Just like wine, St. Stefanus is an excellent option when it comes to food pairing. Different ages of St. Stefanus can be combined with different dishes to create some truly incredible taste experiences. And thanks to the unique way St. Stefanus can be aged, the combinations you can come up with are endless.

3-6 months

The light, fruity flavours of a young St. Stefanus combine perfectly with strong, herby salads and desserts with seasonal fruits.

9-12 months

Whether you’re firing up the barbecue in the summer or stirring up a winter stew, a 9-12 month St. Stefanus is the ideal accompaniment.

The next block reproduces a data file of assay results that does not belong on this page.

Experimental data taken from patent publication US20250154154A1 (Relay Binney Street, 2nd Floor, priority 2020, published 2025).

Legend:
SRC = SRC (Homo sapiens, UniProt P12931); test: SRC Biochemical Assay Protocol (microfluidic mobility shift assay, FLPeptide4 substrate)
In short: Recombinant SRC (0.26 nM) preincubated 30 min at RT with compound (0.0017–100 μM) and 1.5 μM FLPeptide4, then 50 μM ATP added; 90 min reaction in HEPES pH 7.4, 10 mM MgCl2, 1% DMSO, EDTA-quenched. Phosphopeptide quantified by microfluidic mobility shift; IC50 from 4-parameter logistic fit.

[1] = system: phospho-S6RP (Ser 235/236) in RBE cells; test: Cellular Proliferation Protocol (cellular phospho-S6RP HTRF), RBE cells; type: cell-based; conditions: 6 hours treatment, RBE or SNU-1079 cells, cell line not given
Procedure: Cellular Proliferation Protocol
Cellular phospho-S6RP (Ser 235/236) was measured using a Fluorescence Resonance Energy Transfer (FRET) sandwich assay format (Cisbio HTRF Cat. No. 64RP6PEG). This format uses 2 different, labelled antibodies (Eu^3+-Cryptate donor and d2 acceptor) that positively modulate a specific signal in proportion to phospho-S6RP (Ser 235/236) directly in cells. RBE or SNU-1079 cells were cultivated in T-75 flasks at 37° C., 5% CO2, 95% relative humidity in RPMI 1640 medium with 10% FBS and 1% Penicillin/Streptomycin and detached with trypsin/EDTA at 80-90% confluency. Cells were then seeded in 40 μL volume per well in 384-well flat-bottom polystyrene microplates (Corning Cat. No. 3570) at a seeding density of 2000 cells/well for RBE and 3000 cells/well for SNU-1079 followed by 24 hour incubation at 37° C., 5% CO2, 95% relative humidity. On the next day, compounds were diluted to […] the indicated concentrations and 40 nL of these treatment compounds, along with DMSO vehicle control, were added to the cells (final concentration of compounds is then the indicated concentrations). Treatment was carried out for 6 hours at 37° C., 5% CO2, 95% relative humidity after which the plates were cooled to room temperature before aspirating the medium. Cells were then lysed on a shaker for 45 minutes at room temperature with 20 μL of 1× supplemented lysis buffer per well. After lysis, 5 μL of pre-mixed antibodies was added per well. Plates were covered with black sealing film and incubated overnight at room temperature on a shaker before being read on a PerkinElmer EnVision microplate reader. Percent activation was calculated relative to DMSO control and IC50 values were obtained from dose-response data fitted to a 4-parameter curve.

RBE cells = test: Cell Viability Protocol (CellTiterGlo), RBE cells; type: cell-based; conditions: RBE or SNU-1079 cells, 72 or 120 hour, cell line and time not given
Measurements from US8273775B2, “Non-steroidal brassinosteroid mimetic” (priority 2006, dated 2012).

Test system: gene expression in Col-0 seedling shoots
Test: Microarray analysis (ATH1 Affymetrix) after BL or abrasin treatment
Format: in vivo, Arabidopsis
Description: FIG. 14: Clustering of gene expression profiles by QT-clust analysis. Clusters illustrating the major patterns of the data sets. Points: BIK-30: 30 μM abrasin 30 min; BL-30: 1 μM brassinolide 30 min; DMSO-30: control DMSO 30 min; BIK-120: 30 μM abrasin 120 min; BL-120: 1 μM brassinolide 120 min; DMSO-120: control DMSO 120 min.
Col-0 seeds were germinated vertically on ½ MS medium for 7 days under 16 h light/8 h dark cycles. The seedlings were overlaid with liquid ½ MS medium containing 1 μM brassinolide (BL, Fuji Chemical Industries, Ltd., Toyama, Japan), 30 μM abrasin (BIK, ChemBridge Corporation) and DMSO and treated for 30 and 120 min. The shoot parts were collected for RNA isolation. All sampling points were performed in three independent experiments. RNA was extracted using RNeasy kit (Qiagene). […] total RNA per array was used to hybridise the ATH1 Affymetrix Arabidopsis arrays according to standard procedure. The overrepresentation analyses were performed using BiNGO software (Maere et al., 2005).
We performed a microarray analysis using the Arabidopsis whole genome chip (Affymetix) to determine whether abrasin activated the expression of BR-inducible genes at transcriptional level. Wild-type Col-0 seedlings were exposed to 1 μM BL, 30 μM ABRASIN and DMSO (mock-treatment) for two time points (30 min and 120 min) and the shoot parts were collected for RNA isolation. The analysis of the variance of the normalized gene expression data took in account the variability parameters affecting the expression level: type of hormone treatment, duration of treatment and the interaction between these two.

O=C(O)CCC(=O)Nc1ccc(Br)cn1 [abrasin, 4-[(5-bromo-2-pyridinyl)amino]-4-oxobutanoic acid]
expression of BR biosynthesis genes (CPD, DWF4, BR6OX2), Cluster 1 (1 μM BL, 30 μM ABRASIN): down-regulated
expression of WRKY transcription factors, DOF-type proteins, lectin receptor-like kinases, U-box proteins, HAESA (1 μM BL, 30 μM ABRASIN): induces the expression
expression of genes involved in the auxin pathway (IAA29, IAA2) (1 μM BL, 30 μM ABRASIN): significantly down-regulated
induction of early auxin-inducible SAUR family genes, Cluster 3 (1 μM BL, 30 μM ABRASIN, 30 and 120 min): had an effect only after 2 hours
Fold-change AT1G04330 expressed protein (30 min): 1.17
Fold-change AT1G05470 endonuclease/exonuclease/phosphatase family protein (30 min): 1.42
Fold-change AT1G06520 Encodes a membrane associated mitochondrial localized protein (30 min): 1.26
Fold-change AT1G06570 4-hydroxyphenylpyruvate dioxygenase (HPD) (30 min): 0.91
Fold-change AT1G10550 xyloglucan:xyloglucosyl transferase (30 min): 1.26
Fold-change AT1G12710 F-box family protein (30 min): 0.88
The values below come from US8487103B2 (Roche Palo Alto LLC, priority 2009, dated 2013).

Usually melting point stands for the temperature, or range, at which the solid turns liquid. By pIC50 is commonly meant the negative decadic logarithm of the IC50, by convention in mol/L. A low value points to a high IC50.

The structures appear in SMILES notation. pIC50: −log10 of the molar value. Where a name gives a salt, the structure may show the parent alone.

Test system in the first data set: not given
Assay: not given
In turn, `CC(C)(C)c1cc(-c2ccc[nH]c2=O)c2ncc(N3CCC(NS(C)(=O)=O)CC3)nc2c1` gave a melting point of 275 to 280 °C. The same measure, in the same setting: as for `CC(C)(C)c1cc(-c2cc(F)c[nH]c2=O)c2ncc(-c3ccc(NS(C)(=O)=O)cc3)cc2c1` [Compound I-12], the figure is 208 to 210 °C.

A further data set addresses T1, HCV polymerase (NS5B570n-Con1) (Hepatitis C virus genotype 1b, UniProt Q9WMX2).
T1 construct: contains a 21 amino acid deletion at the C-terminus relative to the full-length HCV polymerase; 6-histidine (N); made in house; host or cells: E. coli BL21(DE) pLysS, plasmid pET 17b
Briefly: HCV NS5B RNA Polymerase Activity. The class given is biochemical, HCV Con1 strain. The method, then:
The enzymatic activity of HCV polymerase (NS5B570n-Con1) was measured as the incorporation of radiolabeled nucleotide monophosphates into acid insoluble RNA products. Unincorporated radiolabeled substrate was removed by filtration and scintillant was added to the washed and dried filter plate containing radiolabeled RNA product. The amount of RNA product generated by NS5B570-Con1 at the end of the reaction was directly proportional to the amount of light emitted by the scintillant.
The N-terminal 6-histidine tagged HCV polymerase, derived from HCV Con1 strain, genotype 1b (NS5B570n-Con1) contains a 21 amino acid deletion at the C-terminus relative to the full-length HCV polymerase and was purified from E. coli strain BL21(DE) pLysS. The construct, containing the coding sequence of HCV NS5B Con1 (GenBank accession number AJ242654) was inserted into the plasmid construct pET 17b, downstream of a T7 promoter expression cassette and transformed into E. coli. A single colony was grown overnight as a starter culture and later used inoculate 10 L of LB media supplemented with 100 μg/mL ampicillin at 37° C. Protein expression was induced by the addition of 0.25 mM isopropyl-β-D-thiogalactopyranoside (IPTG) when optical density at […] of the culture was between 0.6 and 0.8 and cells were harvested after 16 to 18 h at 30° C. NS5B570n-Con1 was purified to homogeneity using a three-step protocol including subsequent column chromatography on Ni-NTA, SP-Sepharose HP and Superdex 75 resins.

15-18 months

If you’re looking for something to pair with steak and other red meat, an older St. Stefanus is an ideal accompaniment. The aromatic flavours of the beer combine perfectly with the meaty taste.

Food Pairing

Recipes

As well as being delicious to drink, St. Stefanus makes for an amazing ingredient in all kinds of cuisine. From sauces and marinades to stews and steaks, St. Stefanus adds real body and depth to any dish. For the latest beer-inspired recipes visit the St. Stefanus blog.

Your Experience

St. Stefanus loves connecting with its fans on social media. If you’ve recently been ageing St. Stefanus at home, share your experience on FacebookTwitter and Instagram. You can also subscribe to the St. Stefanus YouTube channel for some great cellaring advice and other tips from Jef.

Back To Top